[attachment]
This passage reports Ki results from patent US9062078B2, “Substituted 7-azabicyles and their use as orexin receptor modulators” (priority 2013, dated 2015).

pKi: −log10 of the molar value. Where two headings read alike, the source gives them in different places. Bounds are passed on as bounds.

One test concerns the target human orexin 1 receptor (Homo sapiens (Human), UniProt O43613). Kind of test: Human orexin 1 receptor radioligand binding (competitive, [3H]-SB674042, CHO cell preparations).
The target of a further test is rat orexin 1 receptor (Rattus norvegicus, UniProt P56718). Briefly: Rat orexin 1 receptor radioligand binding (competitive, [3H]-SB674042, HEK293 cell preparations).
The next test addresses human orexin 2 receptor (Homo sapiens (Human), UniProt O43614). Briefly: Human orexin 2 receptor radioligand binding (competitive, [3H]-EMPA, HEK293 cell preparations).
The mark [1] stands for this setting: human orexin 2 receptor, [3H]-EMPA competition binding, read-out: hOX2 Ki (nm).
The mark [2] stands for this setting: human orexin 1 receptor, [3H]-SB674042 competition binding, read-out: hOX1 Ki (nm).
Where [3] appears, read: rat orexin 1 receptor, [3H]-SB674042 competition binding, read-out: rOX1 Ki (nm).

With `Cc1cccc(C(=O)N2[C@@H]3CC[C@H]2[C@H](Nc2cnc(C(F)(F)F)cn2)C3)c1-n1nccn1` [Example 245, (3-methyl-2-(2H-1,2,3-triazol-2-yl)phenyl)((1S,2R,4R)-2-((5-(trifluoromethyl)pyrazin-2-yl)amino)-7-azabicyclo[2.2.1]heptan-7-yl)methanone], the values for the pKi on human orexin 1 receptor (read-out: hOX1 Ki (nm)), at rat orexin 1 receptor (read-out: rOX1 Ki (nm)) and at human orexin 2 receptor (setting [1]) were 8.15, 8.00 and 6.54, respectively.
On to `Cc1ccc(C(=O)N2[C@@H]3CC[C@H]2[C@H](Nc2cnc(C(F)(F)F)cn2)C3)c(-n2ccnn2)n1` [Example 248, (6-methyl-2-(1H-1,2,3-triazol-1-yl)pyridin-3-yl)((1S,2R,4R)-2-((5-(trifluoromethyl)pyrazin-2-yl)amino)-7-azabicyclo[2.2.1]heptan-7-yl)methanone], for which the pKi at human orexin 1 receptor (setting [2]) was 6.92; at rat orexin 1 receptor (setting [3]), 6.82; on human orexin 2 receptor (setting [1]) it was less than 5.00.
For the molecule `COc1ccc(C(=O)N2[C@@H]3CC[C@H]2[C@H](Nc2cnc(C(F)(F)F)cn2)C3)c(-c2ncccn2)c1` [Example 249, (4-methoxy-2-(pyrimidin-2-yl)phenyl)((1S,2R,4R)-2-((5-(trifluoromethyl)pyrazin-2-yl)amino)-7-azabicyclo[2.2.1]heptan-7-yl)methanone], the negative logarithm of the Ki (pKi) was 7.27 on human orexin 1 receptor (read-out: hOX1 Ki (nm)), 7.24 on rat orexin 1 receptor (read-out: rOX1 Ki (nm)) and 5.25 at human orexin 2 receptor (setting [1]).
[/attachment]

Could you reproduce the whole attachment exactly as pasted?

This passage reports Ki results from patent US9062078B2, “Substituted 7-azabicyles and their use as orexin receptor modulators” (priority 2013, dated 2015).

pKi: −log10 of the molar value. Where two headings read alike, the source gives them in different places. Bounds are passed on as bounds.

One test concerns the target human orexin 1 receptor (Homo sapiens (Human), UniProt O43613). Kind of test: Human orexin 1 receptor radioligand binding (competitive, [3H]-SB674042, CHO cell preparations).
The target of a further test is rat orexin 1 receptor (Rattus norvegicus, UniProt P56718). Briefly: Rat orexin 1 receptor radioligand binding (competitive, [3H]-SB674042, HEK293 cell preparations).
The next test addresses human orexin 2 receptor (Homo sapiens (Human), UniProt O43614). Briefly: Human orexin 2 receptor radioligand binding (competitive, [3H]-EMPA, HEK293 cell preparations).
The mark [1] stands for this setting: human orexin 2 receptor, [3H]-EMPA competition binding, read-out: hOX2 Ki (nm).
The mark [2] stands for this setting: human orexin 1 receptor, [3H]-SB674042 competition binding, read-out: hOX1 Ki (nm).
Where [3] appears, read: rat orexin 1 receptor, [3H]-SB674042 competition binding, read-out: rOX1 Ki (nm).

With `Cc1cccc(C(=O)N2[C@@H]3CC[C@H]2[C@H](Nc2cnc(C(F)(F)F)cn2)C3)c1-n1nccn1` [Example 245, (3-methyl-2-(2H-1,2,3-triazol-2-yl)phenyl)((1S,2R,4R)-2-((5-(trifluoromethyl)pyrazin-2-yl)amino)-7-azabicyclo[2.2.1]heptan-7-yl)methanone], the values for the pKi on human orexin 1 receptor (read-out: hOX1 Ki (nm)), at rat orexin 1 receptor (read-out: rOX1 Ki (nm)) and at human orexin 2 receptor (setting [1]) were 8.15, 8.00 and 6.54, respectively.
On to `Cc1ccc(C(=O)N2[C@@H]3CC[C@H]2[C@H](Nc2cnc(C(F)(F)F)cn2)C3)c(-n2ccnn2)n1` [Example 248, (6-methyl-2-(1H-1,2,3-triazol-1-yl)pyridin-3-yl)((1S,2R,4R)-2-((5-(trifluoromethyl)pyrazin-2-yl)amino)-7-azabicyclo[2.2.1]heptan-7-yl)methanone], for which the pKi at human orexin 1 receptor (setting [2]) was 6.92; at rat orexin 1 receptor (setting [3]), 6.82; on human orexin 2 receptor (setting [1]) it was less than 5.00.
For the molecule `COc1ccc(C(=O)N2[C@@H]3CC[C@H]2[C@H](Nc2cnc(C(F)(F)F)cn2)C3)c(-c2ncccn2)c1` [Example 249, (4-methoxy-2-(pyrimidin-2-yl)phenyl)((1S,2R,4R)-2-((5-(trifluoromethyl)pyrazin-2-yl)amino)-7-azabicyclo[2.2.1]heptan-7-yl)methanone], the negative logarithm of the Ki (pKi) was 7.27 on human orexin 1 receptor (read-out: hOX1 Ki (nm)), 7.24 on rat orexin 1 receptor (read-out: rOX1 Ki (nm)) and 5.25 at human orexin 2 receptor (setting [1]).